A few years back, rifling through a box of maps at one of these shows, I came across a copy of the “official” map of the 1964-1965 New York World’s Fair. It was in like-new condition, and while I don’t recall the exact price I paid, it was five dollars or less. I thought that was a sweet deal, especially since I didn’t own a copy.


The map’s cover and some general information

Although I attended the ’64-’65 NY World’s Fair six times with my family, I have only fleeting memories of it. I was just a kid, and as if you need the reminder, this was 56 years ago. So the map was a welcome way to revisit the event. It came as a surprise to me to see that the exhibits were arranged by category: Industrial, International, Federal and State, and Transportation.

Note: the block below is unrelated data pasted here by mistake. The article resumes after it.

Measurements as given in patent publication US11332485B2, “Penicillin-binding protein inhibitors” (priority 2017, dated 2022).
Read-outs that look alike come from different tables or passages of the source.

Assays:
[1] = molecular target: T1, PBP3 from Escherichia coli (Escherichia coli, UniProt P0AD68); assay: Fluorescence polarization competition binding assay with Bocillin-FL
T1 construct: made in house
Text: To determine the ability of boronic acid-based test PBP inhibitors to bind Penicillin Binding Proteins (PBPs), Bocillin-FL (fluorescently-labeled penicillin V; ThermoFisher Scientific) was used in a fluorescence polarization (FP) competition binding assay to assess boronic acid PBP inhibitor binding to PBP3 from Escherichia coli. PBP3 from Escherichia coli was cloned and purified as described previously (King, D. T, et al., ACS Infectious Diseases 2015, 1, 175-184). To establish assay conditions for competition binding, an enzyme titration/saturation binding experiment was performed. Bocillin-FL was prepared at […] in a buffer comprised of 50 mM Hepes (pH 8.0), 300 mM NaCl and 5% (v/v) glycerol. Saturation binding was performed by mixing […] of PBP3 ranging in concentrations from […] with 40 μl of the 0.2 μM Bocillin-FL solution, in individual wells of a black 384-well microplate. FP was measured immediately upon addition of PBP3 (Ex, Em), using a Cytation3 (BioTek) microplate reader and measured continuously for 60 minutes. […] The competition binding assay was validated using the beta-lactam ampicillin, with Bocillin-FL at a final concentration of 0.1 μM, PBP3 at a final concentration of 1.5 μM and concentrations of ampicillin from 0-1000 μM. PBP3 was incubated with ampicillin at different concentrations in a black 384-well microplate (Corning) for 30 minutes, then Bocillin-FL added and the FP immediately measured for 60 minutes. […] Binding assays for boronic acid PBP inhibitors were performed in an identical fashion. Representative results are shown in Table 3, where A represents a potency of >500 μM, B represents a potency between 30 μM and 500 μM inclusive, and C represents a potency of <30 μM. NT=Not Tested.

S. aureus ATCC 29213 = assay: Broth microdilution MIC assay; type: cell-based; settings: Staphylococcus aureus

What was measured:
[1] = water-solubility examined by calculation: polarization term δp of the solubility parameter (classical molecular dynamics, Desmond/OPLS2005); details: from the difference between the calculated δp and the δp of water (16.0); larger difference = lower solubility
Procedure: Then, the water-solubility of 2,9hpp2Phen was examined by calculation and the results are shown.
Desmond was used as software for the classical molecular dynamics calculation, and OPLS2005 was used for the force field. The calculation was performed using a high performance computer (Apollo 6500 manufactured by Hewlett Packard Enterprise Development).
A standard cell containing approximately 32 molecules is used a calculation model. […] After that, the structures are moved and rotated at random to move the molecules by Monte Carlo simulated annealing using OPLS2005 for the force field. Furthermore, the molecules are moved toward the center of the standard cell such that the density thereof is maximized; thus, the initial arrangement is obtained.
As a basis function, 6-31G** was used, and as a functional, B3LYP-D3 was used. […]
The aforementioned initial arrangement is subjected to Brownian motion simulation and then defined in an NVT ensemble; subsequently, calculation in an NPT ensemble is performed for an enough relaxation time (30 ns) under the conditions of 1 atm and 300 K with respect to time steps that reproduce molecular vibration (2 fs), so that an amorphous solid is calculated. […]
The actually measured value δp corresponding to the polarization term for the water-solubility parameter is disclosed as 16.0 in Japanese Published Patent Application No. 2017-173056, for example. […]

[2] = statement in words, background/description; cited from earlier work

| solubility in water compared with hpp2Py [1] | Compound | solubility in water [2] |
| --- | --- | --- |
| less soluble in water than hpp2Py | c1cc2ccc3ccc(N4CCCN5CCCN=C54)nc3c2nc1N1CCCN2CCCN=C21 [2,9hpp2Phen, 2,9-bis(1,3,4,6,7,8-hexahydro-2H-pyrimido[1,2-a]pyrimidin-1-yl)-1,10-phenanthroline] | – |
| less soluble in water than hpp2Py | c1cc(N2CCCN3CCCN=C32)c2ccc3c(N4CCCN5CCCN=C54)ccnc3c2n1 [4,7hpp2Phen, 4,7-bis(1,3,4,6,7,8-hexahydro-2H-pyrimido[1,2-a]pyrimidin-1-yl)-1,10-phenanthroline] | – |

The complete exhibit map

In Transportation, the buildings from Ford and GM dominated. Everything else (Chrysler Corporation, rental car companies, oil companies, and suppliers) was small potatoes compared to these behemoths. (Notably absent was Rambler/American Motors; even back then their budget was so tight that they had to sit this one out.) If the full map is done to scale, and it likely is, then it appears that the Ford Motor Company exhibit may have been the single largest building at the Fair. (In an earlier blog post, I had shown a postcard image of the GM building from this Fair.)


The Transportation exhibits